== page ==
The short story Barbie-Q by Sandra Cisneros is about a young girl who longs to have the perfect barbie or to be honest any barbie to add to her collection would do since she did not have many. Young girls have always been marketed to by the toy industry to buy barbies. “The average American girl between the ages of three to eleven owns ten Barbie dolls”(Barbie And Body Image). At the youngest age of three, girls and their parents are marketed to by TV and toy ads to own barbie dolls. The average girl also grows up knowing what the barbie doll body image is and most of these young girls feel the need to live up to these expectations. “The effects of Barbie and body image run deeper than you might imagine” (Barbie And Body Image). With that being said Cisneros short story also runs deeper than a girl buying some barbies at a flea market.
In the short story Barbie Q the barbies were very flawed and not new in the box, they smelled like smoke because they were in a warehouse fire and when the firefighters put the fire out the boxes also got soaked in water. “Everybody today selling toys, all of them damaged with water and smelling of smoke” (Cisneros 15). Even though the barbie dolls were flawed the girl did not care because she at least had some “new” dolls to play with that had dresses and other accessories to cover those flaws up. “And if the prettiest doll, has a left foot that’s melted a little—so? If you dress her in her new ‘Prom Pinks’ outfit, satin splendor with matching coat, gold belt, clutch, and hair bow included, so long as you don’t lift her dress right?— who’s to know” (Cisneros 16). This to me shows how society tells young girls that if you aren’t perfect in societies eyes you need to cover it up because certain flaws are not acceptable. “They teach children that it is desirable to be thin, white, and blonde. They may encourage children to strive for an unrealistic body image” (Barbie And Body Image). From when young girls start learning they are taught that women have this “ideal image” to live up to and that is wrong. Barbie-Q is showing us that girls are never to young to absorb this horrible image of women. Young girls don’t even realize how brain washed they are by playing with barbies. They end up with this mindset that they must have this perfect body image, perfect clothes, and perfect makeup just like Barbie.
The young girl in the story, though, did not give in to society’s horrible expectations. She said, “So what if our barbies smell like smoke when you hold them to your nose even after you wash and wash and wash them.” (Cisneros 16). She still thinks that the barbies are pretty and that they are okay to play with even though they are damaged a little— they are still ‘Barbie’ right? It’s okay to not be perfect and I think this young girl understands that even at a young age because even though she has to buy damage barbies at the flea market at at discount price, she doesn’t put down the barbies or even feel bad for herself because her parents can’t afford to buy brand new barbies. In today’s society young girls beat themselves up because they feel like they won’t be popular if they don’t have the newest barbie or prettiest hair or the nicest clothes. We as a society need to change that expectation of girls so it can help them with their self esteem and so they don’t feel like they always have to impress someone and be ‘perfect’ all the time. Young girls need to have the same mindset of this girl in this story. The only way to start instilling that is parents and teachers teaching young girls to value themselves.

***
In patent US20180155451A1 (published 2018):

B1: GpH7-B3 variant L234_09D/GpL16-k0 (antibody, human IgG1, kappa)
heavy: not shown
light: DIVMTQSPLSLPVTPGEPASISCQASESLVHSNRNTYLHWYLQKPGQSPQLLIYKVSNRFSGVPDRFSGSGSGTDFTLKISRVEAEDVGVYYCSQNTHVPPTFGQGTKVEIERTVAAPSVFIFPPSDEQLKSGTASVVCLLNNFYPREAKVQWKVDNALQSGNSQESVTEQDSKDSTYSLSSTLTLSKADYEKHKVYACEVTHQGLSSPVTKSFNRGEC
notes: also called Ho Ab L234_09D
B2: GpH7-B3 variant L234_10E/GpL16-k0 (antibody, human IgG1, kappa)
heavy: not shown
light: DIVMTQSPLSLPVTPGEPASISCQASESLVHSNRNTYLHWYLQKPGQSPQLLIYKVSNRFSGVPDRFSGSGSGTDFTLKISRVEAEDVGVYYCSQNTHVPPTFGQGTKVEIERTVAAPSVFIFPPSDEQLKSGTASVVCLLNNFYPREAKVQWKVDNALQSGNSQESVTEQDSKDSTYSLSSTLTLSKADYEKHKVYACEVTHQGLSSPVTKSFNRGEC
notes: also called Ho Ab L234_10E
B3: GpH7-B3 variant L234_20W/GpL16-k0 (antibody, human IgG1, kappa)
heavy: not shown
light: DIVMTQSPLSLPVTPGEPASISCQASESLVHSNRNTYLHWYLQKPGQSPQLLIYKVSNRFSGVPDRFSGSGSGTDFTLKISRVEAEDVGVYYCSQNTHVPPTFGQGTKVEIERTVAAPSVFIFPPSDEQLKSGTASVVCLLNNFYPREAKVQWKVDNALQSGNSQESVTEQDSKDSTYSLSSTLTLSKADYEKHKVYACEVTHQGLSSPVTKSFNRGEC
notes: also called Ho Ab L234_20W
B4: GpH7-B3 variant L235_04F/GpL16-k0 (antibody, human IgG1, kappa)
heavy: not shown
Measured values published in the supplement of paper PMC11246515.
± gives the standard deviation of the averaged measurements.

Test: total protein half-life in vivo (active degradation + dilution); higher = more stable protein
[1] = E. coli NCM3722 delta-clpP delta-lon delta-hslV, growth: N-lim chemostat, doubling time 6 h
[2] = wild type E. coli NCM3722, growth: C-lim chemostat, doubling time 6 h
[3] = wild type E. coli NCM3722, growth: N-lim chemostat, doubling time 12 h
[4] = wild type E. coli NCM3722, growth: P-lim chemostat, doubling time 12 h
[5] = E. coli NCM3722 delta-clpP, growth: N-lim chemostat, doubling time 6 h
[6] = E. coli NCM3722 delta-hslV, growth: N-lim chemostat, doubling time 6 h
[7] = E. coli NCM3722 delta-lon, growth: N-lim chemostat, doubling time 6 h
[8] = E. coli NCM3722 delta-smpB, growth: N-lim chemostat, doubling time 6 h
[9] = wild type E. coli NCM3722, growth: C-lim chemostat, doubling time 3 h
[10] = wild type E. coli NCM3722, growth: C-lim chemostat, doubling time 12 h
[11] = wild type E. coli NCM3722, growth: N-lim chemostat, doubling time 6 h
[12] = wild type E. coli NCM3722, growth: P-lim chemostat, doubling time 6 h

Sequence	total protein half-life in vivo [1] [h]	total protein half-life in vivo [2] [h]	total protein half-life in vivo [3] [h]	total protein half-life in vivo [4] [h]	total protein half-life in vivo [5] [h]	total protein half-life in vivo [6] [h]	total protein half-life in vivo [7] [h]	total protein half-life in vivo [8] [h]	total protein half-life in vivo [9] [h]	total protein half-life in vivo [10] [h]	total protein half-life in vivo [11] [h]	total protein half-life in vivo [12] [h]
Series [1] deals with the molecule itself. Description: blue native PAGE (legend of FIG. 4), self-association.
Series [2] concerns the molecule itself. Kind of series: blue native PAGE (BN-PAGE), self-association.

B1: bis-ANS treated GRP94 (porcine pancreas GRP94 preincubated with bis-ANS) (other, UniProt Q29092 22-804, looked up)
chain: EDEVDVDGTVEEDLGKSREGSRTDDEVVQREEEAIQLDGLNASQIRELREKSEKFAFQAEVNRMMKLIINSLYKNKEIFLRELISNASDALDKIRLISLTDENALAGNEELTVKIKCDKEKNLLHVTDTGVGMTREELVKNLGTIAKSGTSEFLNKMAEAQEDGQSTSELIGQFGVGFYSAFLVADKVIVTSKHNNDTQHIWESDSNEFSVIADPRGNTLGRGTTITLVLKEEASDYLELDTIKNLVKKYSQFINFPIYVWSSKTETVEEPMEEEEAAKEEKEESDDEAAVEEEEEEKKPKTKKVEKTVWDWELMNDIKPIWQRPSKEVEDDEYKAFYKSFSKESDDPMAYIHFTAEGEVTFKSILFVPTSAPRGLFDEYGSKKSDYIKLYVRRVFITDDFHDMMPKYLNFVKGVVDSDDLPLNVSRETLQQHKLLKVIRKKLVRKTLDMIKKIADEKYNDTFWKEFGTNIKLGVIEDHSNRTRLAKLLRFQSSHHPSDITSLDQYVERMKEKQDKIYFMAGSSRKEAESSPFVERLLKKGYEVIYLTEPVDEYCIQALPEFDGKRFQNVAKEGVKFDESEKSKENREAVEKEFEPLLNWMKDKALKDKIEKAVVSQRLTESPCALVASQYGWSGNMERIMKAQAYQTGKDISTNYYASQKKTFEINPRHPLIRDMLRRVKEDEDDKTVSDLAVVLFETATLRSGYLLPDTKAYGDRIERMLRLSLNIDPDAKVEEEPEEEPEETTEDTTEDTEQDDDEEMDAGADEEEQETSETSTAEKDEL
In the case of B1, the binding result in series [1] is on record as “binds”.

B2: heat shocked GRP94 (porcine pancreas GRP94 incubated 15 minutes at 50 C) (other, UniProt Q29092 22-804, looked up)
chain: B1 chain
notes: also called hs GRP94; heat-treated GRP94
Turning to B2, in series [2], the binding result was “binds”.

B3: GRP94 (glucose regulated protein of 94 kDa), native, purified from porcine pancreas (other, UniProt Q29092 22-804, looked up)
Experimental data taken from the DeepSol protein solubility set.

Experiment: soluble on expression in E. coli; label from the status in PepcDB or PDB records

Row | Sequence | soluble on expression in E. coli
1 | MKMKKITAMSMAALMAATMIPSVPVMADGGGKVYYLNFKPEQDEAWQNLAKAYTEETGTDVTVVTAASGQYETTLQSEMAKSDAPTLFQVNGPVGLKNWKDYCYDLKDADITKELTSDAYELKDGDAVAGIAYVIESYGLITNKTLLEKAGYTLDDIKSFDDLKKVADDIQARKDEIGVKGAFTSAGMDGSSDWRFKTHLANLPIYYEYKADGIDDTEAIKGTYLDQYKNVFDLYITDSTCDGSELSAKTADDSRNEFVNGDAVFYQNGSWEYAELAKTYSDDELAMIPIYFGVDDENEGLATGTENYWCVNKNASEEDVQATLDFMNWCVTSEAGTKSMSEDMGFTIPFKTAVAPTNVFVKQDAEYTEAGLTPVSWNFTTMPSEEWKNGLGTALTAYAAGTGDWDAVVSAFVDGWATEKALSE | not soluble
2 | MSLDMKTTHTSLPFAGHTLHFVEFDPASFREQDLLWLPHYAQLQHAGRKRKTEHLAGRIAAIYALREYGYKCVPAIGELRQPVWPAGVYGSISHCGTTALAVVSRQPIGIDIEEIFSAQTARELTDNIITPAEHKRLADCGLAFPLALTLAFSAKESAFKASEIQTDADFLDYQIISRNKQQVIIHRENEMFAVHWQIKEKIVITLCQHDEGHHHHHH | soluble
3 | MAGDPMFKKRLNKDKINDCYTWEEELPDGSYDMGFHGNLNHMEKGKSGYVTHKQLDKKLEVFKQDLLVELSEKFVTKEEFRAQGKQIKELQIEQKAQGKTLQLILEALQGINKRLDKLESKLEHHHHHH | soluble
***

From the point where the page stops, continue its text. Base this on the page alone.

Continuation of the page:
When I was younger I used to have a ton of barbies, you can say I was pretty obsessed with them just like every other young girl. So I could relate to the young girl in the story not only because she loved barbies, but also because my parents got me barbies and extra accessories at the flea market or yard sales because they were cheaper. I was always begging for more barbies and accessories to add to my collection so the only way my parents could afford that was to buy used ones or ones on sale. To me that was good enough because I at least had toys to play with and I could care less at that age if they were new or not. A lot of young girls are pressured to always have the newest nicest things and I think Barbie Q is showing that it is not always reality for a lot of girls or families to provide some luxuries to their children. It wasn’t for me and I was content and happy growing up, but that was because my parents showed me that it was okay to not be perfect and have everything. We need to realize that a lot of young girls in society now are pressured to be something they aren’t body image wise and having nice things. If our arents or educators don’t instill in us as young children that it is okay to not be perfect and it is okay to not have every nice thing in the world we are being failed and will always have those expectations to be something we are not.
In conclusion, in the short story Barbie-Q Cisneros shows that society has this ideal image of women which is to have a perfect look. I feel like Cisneros is in a way expressing her hardships as a child and growing up in a society with this view of being perfect. Women being materialistic and perfect, is having beautiful hair, skin, makeup, smile and then the perfect expensive name brand clothes to go along with the perfect body. But, that is far from the truth and not reality. Not everyone is rich and can afford nice things, and all women come in all different shapes and sizes and that is perfectly okay. There is no such thing as the ‘perfect’ woman.
“Barbie And Body Image.” Eating Disorder Help. N.p., n.d. Web. 10 Apr. 2017.
Cisneros, Sandra. Barbie Q. New York: Vintage, 1992. Print.